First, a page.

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I’ve never lost my love of “play”. Whether that is swinging on a swing set, jumping in a pile of leaves during the autumn, making snow angels in the winter, playing hopscotch, jumping rope, or my absolute favorite, twirling. As kids the act of playing isn’t questioned. In fact, in some schools, there’s specific time set aside for play. It was a way for us to get exercise, socialize, get out our excess energy, and frankly give our parents and teachers a moment to catch their breath. But as adults playbecomes less of our reality and not something we block specific time for, value, or prioritize. And yet we still need exercise, socialization, outlets for our energy. And now the person that needs to catch their breath is us.That’s why for this “Things We Love” article we are on a mission to bring play back into our lives.

Let’s make “Adult Recess” something that is prioritized and scheduled; spontaneous and energizing; childlike and nostalgic; and whatever you might need it to be.This is not a new concept. There are companies out there that are building travel and services around this need. Things like “Adult Summer Camp” and public park spaces that are being built for adults and seniors to get out and be active. But, while it’s not a new concept, it’s not necessarily something that we schedule into our busy lives or that our employers proactively encourage during the workday.So, for me it was a great to see Colin MacDonald from Parkour speak at the 2018 TEDxin Seattle. Parkour is a non-profit organization that makes playgrounds and recreational spaces that encourage the benefits of play for people of all ages to “improve lifelong physical, emotional, and social health.”

They also realize that you often have to make your “playground” where you are and have activities on their website called Movement Snacks. But Adult Recess doesn’t have to just be about movement. It can be about stillness. For those of you that feel like you never have a chance to just stop moving and catch your breath, recess could be finding a quiet, calm, place to meditate, read a book, listen to music, take a nap, whatever activity helps to replenish you.

Does this sound like something you need a bit more of in your life? How do you get started? The first thing to do is identify what “recess” means to you.

• What gives you an escape from your routine and allow you a break from all your responsibilities and commitments?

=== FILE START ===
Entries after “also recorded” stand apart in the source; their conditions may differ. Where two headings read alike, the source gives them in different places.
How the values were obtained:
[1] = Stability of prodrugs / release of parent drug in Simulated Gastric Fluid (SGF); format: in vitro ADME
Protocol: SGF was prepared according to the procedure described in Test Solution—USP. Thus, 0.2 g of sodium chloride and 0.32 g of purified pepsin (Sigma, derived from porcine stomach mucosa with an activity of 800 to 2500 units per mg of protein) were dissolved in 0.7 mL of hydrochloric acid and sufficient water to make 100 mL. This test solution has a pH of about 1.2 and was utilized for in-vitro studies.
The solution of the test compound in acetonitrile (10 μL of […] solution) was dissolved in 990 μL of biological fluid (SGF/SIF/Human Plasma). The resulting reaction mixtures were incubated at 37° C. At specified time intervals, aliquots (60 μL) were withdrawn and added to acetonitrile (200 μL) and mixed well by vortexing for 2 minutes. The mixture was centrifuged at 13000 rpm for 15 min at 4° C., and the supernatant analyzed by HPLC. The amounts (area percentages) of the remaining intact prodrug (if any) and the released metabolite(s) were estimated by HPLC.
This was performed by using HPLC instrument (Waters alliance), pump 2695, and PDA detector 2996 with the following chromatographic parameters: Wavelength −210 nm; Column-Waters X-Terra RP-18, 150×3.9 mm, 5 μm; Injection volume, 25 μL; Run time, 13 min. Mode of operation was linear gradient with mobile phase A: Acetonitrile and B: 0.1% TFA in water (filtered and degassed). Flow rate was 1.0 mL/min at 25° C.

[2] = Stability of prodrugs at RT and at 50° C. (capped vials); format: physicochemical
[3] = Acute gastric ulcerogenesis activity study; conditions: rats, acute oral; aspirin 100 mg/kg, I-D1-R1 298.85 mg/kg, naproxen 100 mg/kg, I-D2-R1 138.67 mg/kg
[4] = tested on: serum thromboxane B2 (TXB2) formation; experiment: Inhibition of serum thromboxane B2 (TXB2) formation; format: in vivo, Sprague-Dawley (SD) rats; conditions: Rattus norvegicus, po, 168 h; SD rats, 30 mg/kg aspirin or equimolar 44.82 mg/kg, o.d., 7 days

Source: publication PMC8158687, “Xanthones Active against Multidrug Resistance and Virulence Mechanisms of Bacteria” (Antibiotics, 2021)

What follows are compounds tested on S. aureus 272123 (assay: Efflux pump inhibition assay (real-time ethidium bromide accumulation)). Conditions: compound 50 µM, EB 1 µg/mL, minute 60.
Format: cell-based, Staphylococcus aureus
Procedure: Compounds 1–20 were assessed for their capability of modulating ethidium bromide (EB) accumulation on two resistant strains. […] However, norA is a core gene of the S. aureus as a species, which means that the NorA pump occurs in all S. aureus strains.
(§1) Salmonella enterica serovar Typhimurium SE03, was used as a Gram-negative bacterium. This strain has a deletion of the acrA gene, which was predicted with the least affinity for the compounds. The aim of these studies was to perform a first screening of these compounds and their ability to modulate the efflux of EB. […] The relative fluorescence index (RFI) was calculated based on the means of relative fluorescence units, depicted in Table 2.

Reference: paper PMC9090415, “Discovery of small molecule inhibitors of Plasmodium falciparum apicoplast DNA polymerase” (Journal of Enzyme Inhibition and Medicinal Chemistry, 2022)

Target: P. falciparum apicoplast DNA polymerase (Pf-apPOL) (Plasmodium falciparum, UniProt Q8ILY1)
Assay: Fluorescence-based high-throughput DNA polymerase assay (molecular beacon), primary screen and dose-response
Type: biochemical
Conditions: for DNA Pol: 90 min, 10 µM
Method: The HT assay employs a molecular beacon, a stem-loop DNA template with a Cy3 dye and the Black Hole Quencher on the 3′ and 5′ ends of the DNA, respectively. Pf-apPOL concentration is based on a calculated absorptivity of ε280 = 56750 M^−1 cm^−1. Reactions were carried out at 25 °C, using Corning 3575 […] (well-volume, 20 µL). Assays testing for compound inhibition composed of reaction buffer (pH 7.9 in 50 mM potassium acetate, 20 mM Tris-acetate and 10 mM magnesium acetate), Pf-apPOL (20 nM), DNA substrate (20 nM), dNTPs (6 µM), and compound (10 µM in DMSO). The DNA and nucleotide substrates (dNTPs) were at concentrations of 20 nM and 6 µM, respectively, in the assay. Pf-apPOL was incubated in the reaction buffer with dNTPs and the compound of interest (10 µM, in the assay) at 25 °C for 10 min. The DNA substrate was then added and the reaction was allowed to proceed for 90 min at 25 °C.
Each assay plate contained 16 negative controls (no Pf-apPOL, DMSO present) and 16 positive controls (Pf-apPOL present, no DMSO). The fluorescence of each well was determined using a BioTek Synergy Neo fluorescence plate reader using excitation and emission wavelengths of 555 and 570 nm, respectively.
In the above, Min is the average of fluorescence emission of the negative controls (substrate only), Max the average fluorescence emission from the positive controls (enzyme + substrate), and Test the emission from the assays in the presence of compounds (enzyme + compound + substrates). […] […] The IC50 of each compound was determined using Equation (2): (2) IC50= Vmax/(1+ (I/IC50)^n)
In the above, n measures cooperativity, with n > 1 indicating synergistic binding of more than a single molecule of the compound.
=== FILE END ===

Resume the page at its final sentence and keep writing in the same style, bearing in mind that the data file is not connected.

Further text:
• What helps you feel restored and energized to tackle the things you need to each day?
• Does connecting and engaging with others energize you? Or does giving yourself some alone time sound like what you need?Once you’ve considered what “recess” means to you and the environment that’s needed, then it’s time to identify some activities and spaces to do this. Don’t make it just one thing. Come up with a list of ideas so you’re readyto dive in when you find that moment.

For me it’s about movement combined with nostalgia. Meaning, things that remind me of what it was like to be a kid. My husband laughs at me as I take advantage of any hopscotch grids chalked on the sidewalk, or when I walk along curbs like they are a balance beam, and when I find an open swing at a park. What will it be for you? We’re always looking for new ideas to share with the community. And extra credit for low cost to no cost adult recess techniques. Please share your ideas with the community @The Corner.

Other articles on Adult Recess and its benefits:
Outside Magazine Online: Grown-Ups Need to Play More. Adult Recess Can Help.
Adults need recess too. Here’s why you should make time to play.

Photo by Oleg Magni from Pexels

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Kattie Capozza

Kattie Capozza

Kattie's passion is the steadfast pursuit of truth and having the courage to question why things happen and what change is needed to create a different reality. She's lived around the world which has allowed her to see the political, social, and economic differences; but also, the spirit and energy of women taking their space in the world.